I just read a post over at earplugs about dealing with phone calls that have the voice menu systems.Â A nuissance for deaf and hearing alike.
In the past years I’ve gotten very comfortable making these kinds of calls though. I am much more comfortable with calls to someone who gets paid to answer the phone and deal with my requests than I am with calling a friend or colleague.Â I would only subject them to a relay service call if it was an emergency and I had no other way to reach them.
For calls to customer service centers though I always use a telecommunications relay service. This is a free service for those with hearing or speech issues that is paid for out of taxes on every phone bill.Â Once upon a time I had a real TTY for such calls but for the past 8+ years the websites and IM relays have been working great.Â (The internet relays have led to issues/controversy due to foreign scammers using them, but that’s a topic for another post.)
Normally I use http://ip-relay.com/ but there are many others. I can also send an IM to ATTRelay on AIM and that will connect me to make a call. I even have an incoming phone number that will contact me by IM via the relay or email me with a message if one is left.Â I use this for services that require a phone number. Thereâ€™s also Web-based Captel http://www.sprintcaptel.com (Why don’t they have an incoming 10 digit number for captel??)
Captel is neat, they call you back and set up a 3-way call where you can talk and hear the person youâ€™re calling and the operator can hear too and types captions that appear in your web browser. However, I prefer straight relay for customer service calls. I type the number, the caller assistant (CA, operator) calls it and types what the person Iâ€™m calling says, I type back and the CA reads it to them. Slow obviously, but accurate with minimal work on my part.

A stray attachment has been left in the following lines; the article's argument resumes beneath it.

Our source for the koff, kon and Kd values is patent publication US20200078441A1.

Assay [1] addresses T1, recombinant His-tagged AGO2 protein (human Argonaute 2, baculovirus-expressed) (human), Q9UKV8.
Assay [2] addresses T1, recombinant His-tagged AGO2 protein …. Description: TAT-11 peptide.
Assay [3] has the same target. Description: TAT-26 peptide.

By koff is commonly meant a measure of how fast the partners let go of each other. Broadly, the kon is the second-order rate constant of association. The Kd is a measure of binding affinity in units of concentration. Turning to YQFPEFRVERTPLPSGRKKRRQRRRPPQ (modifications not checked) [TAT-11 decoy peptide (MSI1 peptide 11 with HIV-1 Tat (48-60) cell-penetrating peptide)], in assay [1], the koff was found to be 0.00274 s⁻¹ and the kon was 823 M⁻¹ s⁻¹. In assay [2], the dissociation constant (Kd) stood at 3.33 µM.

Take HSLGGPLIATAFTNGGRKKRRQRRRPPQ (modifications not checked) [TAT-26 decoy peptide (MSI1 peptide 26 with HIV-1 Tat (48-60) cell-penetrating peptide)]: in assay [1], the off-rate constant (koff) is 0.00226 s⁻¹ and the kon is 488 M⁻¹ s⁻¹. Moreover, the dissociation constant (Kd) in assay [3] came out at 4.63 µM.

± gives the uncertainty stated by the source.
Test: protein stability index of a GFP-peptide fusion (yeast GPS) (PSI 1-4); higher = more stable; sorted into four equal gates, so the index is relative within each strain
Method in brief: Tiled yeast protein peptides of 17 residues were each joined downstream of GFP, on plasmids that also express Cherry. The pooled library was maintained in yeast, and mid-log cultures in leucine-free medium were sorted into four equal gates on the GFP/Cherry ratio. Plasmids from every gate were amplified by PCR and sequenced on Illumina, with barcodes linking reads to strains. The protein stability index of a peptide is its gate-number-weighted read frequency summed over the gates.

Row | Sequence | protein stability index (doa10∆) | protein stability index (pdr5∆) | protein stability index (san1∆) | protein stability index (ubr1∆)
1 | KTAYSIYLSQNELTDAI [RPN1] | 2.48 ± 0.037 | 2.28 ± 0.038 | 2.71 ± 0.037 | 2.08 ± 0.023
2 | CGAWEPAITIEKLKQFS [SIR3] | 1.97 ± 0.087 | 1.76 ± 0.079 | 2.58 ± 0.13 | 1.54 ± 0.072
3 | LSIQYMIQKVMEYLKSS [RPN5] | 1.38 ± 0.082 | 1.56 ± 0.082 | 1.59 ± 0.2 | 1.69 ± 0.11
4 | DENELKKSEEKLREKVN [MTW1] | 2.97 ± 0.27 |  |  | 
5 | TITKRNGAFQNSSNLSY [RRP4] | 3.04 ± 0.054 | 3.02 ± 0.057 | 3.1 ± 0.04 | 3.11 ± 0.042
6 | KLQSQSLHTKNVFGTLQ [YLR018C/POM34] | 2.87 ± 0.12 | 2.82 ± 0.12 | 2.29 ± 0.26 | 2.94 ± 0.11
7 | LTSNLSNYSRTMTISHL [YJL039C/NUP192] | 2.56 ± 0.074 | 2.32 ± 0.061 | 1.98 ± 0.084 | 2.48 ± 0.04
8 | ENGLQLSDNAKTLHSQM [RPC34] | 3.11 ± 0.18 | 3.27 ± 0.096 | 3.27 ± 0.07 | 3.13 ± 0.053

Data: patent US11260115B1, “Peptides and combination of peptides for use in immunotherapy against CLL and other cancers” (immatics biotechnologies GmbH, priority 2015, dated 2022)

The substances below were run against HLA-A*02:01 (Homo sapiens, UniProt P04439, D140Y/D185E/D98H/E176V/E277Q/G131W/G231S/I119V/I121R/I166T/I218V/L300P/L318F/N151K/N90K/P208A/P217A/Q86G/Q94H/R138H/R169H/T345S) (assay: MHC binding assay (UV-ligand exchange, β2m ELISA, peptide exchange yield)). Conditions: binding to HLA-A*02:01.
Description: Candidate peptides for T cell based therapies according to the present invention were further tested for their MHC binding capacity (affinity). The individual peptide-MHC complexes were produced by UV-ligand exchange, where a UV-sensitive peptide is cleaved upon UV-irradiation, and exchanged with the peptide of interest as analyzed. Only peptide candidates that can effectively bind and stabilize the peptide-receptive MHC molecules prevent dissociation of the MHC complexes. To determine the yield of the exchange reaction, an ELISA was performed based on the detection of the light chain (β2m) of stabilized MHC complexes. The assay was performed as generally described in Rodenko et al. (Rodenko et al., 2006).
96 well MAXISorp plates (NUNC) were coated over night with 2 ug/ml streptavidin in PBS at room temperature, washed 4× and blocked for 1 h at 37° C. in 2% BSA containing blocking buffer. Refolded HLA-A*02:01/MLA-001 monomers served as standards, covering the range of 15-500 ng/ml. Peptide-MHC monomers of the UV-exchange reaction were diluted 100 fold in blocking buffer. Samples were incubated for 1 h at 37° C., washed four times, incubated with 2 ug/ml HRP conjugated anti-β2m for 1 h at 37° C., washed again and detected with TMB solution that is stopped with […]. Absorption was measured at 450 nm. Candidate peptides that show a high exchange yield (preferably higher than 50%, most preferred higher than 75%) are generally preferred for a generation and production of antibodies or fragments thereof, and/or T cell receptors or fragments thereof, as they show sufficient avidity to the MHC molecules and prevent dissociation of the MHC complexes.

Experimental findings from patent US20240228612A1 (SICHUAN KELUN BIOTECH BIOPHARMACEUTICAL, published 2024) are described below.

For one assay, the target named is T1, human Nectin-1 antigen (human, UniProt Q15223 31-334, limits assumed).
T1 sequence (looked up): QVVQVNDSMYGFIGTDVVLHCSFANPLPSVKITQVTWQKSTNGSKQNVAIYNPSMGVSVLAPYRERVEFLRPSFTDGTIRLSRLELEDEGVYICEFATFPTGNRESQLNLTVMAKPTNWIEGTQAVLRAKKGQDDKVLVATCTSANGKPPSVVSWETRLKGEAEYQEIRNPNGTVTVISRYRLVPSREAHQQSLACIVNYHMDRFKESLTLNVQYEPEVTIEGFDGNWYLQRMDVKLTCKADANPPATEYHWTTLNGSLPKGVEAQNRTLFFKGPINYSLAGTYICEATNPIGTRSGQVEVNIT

I prefer this for calling customer service centers because if the caller assistant doesnâ€™t hear the person or doesnâ€™t hear the recording they make it their job to figure out what was said before they share that information with you by typing it. With CapTel you get faster captions and you can hear and respond by voice, but youâ€™re also responsible for asking for a repeat if the CA didnâ€™t hear something.
I rarely have problems using relay with customer service reps of big companies. Using it for the doctorâ€™s office locally doesnâ€™t go so well, using it to make a hair appointment always results in them hanging up on me. CapTel would be better for those, but I usually ask my boyfriend to call. He also orders my lunch for me most days.
As an additional note, there are also Video relay services for people who are comfortable with sign language.Â I haven’t gotten brave enough to try them yet.Â They may be faster, but since I’m much more comfortable in written English I’m perfectly happy with text based relay.